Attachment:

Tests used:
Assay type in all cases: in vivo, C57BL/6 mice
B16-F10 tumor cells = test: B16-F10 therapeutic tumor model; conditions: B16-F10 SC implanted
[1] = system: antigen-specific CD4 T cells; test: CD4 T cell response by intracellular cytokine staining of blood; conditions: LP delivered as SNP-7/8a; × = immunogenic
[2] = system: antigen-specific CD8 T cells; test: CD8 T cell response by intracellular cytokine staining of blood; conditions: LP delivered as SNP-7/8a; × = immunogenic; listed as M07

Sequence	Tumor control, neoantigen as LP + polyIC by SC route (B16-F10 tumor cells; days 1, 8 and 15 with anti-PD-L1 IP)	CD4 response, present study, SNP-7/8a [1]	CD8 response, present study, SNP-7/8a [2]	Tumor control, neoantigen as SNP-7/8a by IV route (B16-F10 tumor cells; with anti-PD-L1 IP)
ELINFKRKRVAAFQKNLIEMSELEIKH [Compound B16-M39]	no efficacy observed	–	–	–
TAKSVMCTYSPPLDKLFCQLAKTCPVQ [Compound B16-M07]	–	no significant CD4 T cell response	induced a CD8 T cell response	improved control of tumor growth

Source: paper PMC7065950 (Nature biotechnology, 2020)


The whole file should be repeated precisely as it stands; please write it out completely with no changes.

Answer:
Tests used:
Assay type in all cases: in vivo, C57BL/6 mice
B16-F10 tumor cells = test: B16-F10 therapeutic tumor model; conditions: B16-F10 SC implanted
[1] = system: antigen-specific CD4 T cells; test: CD4 T cell response by intracellular cytokine staining of blood; conditions: LP delivered as SNP-7/8a; × = immunogenic
[2] = system: antigen-specific CD8 T cells; test: CD8 T cell response by intracellular cytokine staining of blood; conditions: LP delivered as SNP-7/8a; × = immunogenic; listed as M07

Sequence	Tumor control, neoantigen as LP + polyIC by SC route (B16-F10 tumor cells; days 1, 8 and 15 with anti-PD-L1 IP)	CD4 response, present study, SNP-7/8a [1]	CD8 response, present study, SNP-7/8a [2]	Tumor control, neoantigen as SNP-7/8a by IV route (B16-F10 tumor cells; with anti-PD-L1 IP)
ELINFKRKRVAAFQKNLIEMSELEIKH [Compound B16-M39]	no efficacy observed	–	–	–
TAKSVMCTYSPPLDKLFCQLAKTCPVQ [Compound B16-M07]	–	no significant CD4 T cell response	induced a CD8 T cell response	improved control of tumor growth

Source: paper PMC7065950 (Nature biotechnology, 2020)